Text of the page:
Clark's Grebe

Aechmophorus clarkii

A white-faced version of the Western Grebe, the Clark's Grebe formerly was thought to be the same species. Differences in face and bill color keep the two grebes from interbreeding.

Interesting Information

  • First described in 1858, at the same time as the Western Grebe, Clark's Grebe was originally regarded as a distinct species and then as a color phase of the Western Grebe.

  • These two birds are once again considered separate species because they nest side by side with very little interbreeding.

  • A group of grebes are collectively known as a "water dance" of grebes.


Adult Description

  • Medium-sized waterbird.
  • Black back and cap.
  • White face.
  • White neck and underside.
  • Long neck.
  • Long, thin bill.

Sex Differences

Sexes similar.


Similar to adult.


Photo taken from: The Sibley Field Guide by David Allen Sibley

© 2003 Cornell Lab of Ornithology


Clark's Grebe: Breeds from British Columbia, Saskatchewan, and Minnesota south to southern California, and sparsely to Arizona, New Mexico, and Colorado. Spends winters along the coast from southeastern Alaska to California, along the Gulf coast, and on large river systems in west. Breeds on large lakes with reeds or rushes; winters mainly on shallow coastal bays and estuaries.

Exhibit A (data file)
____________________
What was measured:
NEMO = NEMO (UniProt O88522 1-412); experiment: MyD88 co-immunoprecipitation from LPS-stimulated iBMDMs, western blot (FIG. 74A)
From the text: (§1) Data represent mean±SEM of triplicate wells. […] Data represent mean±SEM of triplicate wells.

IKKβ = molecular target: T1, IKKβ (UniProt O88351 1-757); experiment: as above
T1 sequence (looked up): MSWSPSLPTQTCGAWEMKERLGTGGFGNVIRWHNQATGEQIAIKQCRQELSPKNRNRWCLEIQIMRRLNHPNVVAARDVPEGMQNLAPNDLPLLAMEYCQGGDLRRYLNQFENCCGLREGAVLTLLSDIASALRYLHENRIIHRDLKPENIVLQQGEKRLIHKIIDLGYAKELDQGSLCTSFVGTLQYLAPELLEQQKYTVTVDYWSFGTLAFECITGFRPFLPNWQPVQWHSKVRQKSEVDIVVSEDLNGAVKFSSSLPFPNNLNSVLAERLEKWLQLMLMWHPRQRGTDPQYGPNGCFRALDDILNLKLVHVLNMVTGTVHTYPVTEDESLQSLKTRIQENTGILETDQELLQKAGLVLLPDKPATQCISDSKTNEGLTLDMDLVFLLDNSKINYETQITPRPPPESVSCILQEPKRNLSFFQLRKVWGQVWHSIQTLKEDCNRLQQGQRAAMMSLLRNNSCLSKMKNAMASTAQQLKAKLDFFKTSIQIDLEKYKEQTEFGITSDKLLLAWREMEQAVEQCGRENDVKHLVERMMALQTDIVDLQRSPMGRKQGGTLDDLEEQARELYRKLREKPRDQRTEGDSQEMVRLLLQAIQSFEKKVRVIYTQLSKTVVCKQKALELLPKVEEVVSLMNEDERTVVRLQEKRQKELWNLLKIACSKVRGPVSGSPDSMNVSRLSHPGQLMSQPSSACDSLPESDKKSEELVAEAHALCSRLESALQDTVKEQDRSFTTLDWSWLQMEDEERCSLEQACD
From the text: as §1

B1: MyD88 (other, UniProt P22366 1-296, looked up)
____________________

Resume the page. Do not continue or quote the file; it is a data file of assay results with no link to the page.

Diet consists mostly of fish, but also takes insects and other invertebrates; sometimes eats amphibians and plants; forages by diving from the surface.


Fish, insects and other invertebrates; sometimes eats amphibians and plants



Kingdom: Animalia
Phylum: Chordata
     Subphylum: Vertebrata
Class: Aves
Order: Podicipediformes
Family: Podicipedidae
Genus: Aechmophorus
Species: Aechmophorus clarkii
    Subspecies: Aechmophorus clarkii clarkii
  Aechmophorus clarkii transitionalis

Similar Species

Western Grebe is extremely similar, but has black surrounding the eyes and a duller yellow or greenish bill.

Winter Red-necked Grebe is gray and dingy, not bright white.

Loons are shorter necked and have solidly dark wings.

Bird Sound

Shrill whistle and rolling croak.

Eggs look like this

No photos of eggs are available at this time.